Thirty-two students at St. Genevieve High School in Panorama City, California, are taking a social studies class this year with one goal: "To affect state policy on funding for schools like ours," said principal Dan Horn. The juniors will learn how decisions are made about vouchers and education tax credits -- and try to get them so their school can survive.

Funding issues are never far below the surface even at the most successful American Catholic schools, which have been devastated by huge enrollment declines in recent years. Schools lucky enough to stay open have been forced to scale back and innovate in an attempt to keep up with shifting demographics, high tuition costs and a boom in school choice options. But experts say they're optimistic that their efforts to become more accessible can begin to reverse the trend. And having Pope Francis' support doesn't hurt, either.

During his historic visit to the United States this week, Francis visited the Catholic school Our Lady Queen of Angels in the East Harlem section of New York City. The school, which serves mainly black and Hispanic children, is run by a nonprofit called the Partnership for Inner-City Education. The church its name comes from closed in 2007.

The pope's decision to tour the institution Friday was his way of making a statement about the value of Catholic education, said the Rev. Tim Scully, the co-founder of the Alliance for Catholic Education at the University of Notre Dame in Indiana. "He wants to point to one civic asset that serves a sacred purpose and that works," Scully said. "He can exhort all of us to take a close look at faith-based and Catholic schools."

The Catholic Church has lost up to 3 million members since 2007 and Catholic schools have suffered as a result. In the early 1960s, there were more than 5.2 million students attending 13,000 Catholic schools, but those numbers started dropping in the 1970s. Enrollment rose briefly between 1990 and 2000 before a wave of school closings. In the past 10 years, one-fifth of all Catholic schools in the U.S. closed or merged with another, according to the National Catholic Educational Association in Arlington, Virginia. Enrollment today includes about 1.9 million kids at 6,500 schools.

Andy Smarick, who works with the nonprofit Bellwether Education Partners in Boston, said the drop can be attributed to a growing number of options for parents and children. Whereas 50 years ago parents simply sent their kids to the neighborhood public school, now they can choose from those, charter schools, magnet programs, online classes or faith-based institutions, he said. For decades, Catholic education wasn't keeping up -- they were still viewed as hierarchal, static and stuffy. They've only recently begun to modernize, Smarick said.

The Archdiocese of Cincinnati hired Jim Rigg as superintendent in 2010 to figure out how to do that. It had to close or consolidate 22 schools, and it was losing about 1,200 students a year, Rigg said. But the numbers have stabilized since he implemented a series of initiatives, among them a blended learning program where students spend about 30 percent of their time working at their own pace on individual computers.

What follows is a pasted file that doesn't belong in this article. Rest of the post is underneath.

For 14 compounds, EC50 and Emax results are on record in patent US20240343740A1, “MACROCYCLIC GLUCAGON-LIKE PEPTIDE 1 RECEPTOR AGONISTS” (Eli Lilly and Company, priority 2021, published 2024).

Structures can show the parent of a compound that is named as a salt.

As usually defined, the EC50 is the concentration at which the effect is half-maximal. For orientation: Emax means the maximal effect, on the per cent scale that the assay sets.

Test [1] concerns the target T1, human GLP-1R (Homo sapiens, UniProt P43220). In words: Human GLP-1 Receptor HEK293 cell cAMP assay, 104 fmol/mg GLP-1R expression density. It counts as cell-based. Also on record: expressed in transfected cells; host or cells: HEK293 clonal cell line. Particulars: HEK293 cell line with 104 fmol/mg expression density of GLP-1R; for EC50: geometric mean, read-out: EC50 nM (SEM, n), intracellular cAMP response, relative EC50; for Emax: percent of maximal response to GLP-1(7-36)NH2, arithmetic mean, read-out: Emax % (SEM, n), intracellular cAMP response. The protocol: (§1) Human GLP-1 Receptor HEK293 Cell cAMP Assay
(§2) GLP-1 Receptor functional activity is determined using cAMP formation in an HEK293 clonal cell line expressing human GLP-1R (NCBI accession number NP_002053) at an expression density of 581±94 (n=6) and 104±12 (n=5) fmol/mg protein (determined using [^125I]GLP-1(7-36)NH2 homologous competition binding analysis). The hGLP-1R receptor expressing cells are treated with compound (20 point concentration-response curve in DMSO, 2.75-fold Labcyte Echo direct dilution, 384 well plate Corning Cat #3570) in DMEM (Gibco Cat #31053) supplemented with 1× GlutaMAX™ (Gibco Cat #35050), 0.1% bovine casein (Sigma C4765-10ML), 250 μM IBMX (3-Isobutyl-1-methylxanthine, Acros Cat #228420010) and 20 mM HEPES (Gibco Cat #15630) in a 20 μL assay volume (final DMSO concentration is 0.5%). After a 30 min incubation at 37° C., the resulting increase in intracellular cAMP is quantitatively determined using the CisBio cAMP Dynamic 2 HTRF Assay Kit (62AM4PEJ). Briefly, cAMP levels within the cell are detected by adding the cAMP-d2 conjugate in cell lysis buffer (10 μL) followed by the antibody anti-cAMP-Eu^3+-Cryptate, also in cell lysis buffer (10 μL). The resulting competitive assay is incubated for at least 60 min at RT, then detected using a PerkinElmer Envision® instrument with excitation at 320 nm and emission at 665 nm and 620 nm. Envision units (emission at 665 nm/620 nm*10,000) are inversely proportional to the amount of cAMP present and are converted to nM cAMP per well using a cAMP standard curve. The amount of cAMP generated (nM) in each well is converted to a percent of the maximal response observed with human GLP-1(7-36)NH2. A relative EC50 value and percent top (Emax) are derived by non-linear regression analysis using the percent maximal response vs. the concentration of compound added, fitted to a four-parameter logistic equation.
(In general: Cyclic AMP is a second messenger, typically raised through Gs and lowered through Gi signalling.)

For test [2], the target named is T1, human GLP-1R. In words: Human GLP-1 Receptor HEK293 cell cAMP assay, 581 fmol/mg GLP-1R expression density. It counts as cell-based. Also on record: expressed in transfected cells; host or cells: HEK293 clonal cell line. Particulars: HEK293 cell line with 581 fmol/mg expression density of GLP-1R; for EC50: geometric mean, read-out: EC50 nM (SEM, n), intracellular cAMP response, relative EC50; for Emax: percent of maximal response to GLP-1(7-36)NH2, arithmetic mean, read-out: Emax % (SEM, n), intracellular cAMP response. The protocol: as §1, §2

He also expanded the school system's financial aid options. Tuition at private Catholic schools averages about $7,000 a year. "We know that the No. 1 reason why families don't come to our schools is because they cannot afford the cost of tuition," Rigg said. "All families, regardless of economic background, should be able to access the quality of education that we provide."

That's part of principal Horn's philosophy in California, as well. About 70 percent of his high schoolers get some sort of financial aid to afford tuition. Though this is important to keep enrollment steady, it's difficult to sustain, he said. Horn said he had to freeze teacher salaries this year and worries the school itself won't exist 10 years from now without a strong endowment.

He said he's hoping the state government implements a voucher system, in which parents can take state money apportioned for their kids' public education and use it to pay tuition at private schools, or education tax credits -- hence the social studies elective. "People love what we do," Horn said, listing the steps he's taken to modernize his school, like offering hacky sack classes and adding a cafe. "The sad part of it is, without a doubt, we are an endangered species."

In some places, though, administrators have stopped the bleeding. Archdiocese of Chicago interim superintendent Mary Kearney said at least one of her schools has a waiting list to get in after a few campuses were merged and they introduced a focus on STEM fields -- science, technology, engineering and math. Despite the challenges, she said she's hopeful about the future of Catholic education.

"There's some element of reinventing ourselves for the 21st century, but I think think Catholic schools are up to the task," Kearney said.